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To Your Good Health

Heartburn relief without medicine


 

 

DEAR DR. DONOHUE:
I have had acid reflux for quite some time, and doctors have prescribed different medicines, the last being omeprazole. Medicines were not relieving the burning pain. The best advice came from an online message board that said to “sleep on your left side.” Figuring it wouldn’t hurt to try this method, I began sleeping on my left side. Once my body learned to stay in that position, the pain does not bother me now at all at night. Why don’t doctors share such simple methods for relief rather than prescribing medications? Please pass this information on to others. — N.S.

ANSWER:
When it works, a change in sleeping position is a simple way to deal with a big problem. It doesn’t work for everyone. In fact, it works for only a few, but it’s still valuable advice and is something that should be suggested more often. A change in sleeping position also can work for snoring. Sleeping on the side, right or left, can open up the throat and stop snoring. Redundant throat tissue, like a reed in a wind instrument, lies behind snoring. Sewing a pocket in the back of the pajamas and putting either a tennis ball or a marble in it keeps snorers off their backs.

Other self-help tips for GERD (gastroesophageal reflux disease, heartburn or acid indigestion — all are the same condition) include staying away from foods that cause it. Onions, garlic, coffee, carbonated beverages, alcohol, chocolate, fried and fatty foods, citrus fruits and juices, tomato sauces, peppermint, spearmint and spicy foods are notorious troublemakers.

Sleeping with the head of the bed elevated is another way to keep stomach acid in the stomach. Prop 6- or 8-inch blocks under the posts at the head of the bed. In this position, gravity keeps stomach acid in the stomach.

Chewing gum stimulates saliva production, and saliva is a natural antacid.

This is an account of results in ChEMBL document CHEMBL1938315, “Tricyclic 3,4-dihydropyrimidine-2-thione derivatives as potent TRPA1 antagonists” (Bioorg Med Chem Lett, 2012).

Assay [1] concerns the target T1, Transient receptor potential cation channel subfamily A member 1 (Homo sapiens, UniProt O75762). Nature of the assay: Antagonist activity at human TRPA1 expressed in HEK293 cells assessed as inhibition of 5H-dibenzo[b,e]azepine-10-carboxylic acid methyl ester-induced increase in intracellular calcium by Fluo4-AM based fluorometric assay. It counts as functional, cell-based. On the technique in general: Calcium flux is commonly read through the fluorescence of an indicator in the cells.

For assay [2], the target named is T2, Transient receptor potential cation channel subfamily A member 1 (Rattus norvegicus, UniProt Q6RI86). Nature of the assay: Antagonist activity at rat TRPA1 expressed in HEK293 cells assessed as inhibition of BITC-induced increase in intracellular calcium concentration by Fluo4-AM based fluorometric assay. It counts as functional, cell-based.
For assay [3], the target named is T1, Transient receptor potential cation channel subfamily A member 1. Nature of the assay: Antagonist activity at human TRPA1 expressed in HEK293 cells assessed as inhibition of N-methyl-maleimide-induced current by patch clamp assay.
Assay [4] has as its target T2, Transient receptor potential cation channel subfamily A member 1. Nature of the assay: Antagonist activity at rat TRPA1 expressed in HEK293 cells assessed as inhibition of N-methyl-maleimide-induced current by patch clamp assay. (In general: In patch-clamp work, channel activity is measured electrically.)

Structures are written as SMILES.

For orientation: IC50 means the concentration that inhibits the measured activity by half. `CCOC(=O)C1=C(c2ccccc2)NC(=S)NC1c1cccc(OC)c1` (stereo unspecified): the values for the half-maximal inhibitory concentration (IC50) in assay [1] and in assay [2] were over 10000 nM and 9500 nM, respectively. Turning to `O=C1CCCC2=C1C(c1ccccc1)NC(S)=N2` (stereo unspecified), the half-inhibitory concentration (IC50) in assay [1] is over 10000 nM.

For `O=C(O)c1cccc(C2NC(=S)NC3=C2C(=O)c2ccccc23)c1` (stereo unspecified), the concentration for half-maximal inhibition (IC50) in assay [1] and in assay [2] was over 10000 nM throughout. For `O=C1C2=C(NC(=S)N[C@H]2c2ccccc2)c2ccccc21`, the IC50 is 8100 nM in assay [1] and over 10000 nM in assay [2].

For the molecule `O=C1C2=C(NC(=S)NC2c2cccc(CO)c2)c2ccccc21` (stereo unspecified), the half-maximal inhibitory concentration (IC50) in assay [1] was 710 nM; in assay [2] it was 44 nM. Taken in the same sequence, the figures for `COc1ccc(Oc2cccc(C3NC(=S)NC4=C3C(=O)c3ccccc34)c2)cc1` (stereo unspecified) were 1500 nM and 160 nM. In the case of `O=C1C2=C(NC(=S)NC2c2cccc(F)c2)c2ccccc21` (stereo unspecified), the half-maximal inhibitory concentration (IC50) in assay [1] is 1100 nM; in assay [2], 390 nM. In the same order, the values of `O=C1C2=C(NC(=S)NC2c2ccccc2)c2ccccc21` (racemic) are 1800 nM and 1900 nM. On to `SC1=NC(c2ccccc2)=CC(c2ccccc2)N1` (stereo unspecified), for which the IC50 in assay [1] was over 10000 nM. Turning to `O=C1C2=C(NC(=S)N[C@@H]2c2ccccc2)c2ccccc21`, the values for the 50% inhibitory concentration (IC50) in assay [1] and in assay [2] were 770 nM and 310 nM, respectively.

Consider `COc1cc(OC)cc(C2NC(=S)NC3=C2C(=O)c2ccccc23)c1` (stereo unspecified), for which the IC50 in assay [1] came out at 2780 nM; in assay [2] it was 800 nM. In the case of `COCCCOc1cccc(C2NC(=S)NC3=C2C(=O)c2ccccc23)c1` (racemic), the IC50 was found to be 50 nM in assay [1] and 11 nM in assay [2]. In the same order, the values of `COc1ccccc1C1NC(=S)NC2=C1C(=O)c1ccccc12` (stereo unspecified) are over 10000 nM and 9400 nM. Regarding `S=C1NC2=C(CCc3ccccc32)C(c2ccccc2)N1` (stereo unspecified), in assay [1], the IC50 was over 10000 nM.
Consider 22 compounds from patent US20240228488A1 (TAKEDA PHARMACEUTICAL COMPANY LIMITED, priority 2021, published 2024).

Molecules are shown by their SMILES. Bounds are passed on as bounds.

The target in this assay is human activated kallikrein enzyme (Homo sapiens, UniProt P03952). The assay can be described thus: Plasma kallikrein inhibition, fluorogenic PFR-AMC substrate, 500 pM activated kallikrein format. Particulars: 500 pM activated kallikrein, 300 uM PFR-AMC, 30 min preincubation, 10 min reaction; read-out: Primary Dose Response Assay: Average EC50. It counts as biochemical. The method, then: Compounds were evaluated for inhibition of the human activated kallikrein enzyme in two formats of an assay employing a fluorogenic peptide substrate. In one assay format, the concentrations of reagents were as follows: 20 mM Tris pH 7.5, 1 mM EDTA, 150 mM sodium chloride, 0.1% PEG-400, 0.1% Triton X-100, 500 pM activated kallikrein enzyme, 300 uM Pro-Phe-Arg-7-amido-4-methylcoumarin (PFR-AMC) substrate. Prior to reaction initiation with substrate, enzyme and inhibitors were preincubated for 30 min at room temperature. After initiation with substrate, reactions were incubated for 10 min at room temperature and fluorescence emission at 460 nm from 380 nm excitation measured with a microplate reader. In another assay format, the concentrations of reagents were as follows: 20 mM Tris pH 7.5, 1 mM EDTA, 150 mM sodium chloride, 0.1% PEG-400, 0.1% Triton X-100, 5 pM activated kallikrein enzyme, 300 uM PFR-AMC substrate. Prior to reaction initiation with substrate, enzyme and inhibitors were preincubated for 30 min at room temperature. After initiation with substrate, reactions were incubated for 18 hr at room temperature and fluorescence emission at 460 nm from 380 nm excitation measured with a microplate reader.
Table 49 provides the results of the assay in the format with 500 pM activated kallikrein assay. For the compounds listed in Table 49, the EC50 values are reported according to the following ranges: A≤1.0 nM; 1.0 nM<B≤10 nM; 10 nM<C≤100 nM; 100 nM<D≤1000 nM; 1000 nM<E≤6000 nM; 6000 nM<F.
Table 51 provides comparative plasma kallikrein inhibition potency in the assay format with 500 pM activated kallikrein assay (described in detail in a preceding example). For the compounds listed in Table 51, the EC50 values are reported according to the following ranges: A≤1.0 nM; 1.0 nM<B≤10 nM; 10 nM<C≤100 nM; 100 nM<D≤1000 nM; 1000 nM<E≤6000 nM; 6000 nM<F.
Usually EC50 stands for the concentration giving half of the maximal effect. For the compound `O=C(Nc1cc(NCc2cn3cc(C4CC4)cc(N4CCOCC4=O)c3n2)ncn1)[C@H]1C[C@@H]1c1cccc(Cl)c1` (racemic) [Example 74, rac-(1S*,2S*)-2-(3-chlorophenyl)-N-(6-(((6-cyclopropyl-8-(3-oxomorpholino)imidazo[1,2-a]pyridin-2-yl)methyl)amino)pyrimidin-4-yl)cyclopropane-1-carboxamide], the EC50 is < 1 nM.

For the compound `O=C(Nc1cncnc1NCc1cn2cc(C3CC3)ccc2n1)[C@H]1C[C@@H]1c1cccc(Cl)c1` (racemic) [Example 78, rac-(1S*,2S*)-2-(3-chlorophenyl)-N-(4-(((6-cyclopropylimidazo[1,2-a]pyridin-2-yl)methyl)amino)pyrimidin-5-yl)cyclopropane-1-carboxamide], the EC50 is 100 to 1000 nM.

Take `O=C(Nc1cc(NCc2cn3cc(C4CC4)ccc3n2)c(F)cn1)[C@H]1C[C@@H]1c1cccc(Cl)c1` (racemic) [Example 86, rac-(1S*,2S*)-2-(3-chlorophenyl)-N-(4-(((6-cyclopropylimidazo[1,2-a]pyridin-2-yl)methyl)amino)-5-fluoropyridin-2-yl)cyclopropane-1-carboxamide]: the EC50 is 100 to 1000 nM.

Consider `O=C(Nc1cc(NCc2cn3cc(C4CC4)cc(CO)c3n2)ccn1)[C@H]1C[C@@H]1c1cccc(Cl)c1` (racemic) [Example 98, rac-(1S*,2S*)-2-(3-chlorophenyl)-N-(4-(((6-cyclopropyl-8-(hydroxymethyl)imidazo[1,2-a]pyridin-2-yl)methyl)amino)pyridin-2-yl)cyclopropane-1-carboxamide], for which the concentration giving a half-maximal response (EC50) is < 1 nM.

Don’t wear tight garments or tight belts, both of which promote acid reflux. I managed to get through this answer without mentioning a single medicine, not even Tums.

The booklet on GERD — heartburn — provides an insight into this common malady and its treatment. Readers can order a copy by writing: Dr. Donohue — No. 501W, Box 536475, Orlando, FL32853-6475. Enclose a check or money order (no cash) for $4.75 U.S./$6 Canada with the recipient’s printed name and address. Please allow four weeks for delivery

DEAR DR. DONOHUE:
I have an adult son who has had a sore on the side of his nose for many months. I have pestered him to see a doctor, but he won’t. He says it stays there because he picks at it. Is that a suitable explanation? — W.M.

ANSWER: Any sore that doesn’t heal deserves a doctor’s examination. A nonhealing sore is a sign of skin cancer.

I’ve told the story of my grandfather many times. He had a sore on the side of his nose, and he neglected to take care of it. He put a salve on it that he got from a traveling salesman. The sore was a cancer, and he lost that side of his nose.

My other advice to your son is to stop picking the sore.

Readers may write Dr. Donohue or request an order form of available health newsletters at P.O. Box 536475, Orlando, FL 32853- 6475. ©2010 North America Synd.

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